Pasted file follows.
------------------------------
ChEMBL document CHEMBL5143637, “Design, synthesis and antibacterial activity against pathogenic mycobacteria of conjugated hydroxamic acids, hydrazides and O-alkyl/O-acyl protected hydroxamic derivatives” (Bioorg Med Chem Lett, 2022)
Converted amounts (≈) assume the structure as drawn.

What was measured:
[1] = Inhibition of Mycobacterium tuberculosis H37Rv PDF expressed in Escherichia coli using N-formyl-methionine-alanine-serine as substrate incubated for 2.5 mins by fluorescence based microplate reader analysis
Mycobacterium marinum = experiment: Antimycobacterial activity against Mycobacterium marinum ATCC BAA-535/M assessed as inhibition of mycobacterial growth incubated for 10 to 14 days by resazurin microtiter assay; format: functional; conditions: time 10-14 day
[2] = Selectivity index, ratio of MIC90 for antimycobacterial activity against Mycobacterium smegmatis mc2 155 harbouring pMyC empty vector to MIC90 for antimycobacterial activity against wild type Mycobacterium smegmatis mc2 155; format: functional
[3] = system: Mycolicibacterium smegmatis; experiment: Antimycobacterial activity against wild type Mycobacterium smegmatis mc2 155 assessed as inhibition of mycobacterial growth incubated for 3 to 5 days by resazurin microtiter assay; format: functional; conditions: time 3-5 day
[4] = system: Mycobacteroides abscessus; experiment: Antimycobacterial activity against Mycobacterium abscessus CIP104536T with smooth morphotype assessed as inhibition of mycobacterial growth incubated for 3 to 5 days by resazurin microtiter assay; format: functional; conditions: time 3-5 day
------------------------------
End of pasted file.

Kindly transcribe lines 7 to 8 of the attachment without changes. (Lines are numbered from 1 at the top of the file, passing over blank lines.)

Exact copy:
[3] = system: Mycolicibacterium smegmatis; experiment: Antimycobacterial activity against wild type Mycobacterium smegmatis mc2 155 assessed as inhibition of mycobacterial growth incubated for 3 to 5 days by resazurin microtiter assay; format: functional; conditions: time 3-5 day
[4] = system: Mycobacteroides abscessus; experiment: Antimycobacterial activity against Mycobacterium abscessus CIP104536T with smooth morphotype assessed as inhibition of mycobacterial growth incubated for 3 to 5 days by resazurin microtiter assay; format: functional; conditions: time 3-5 day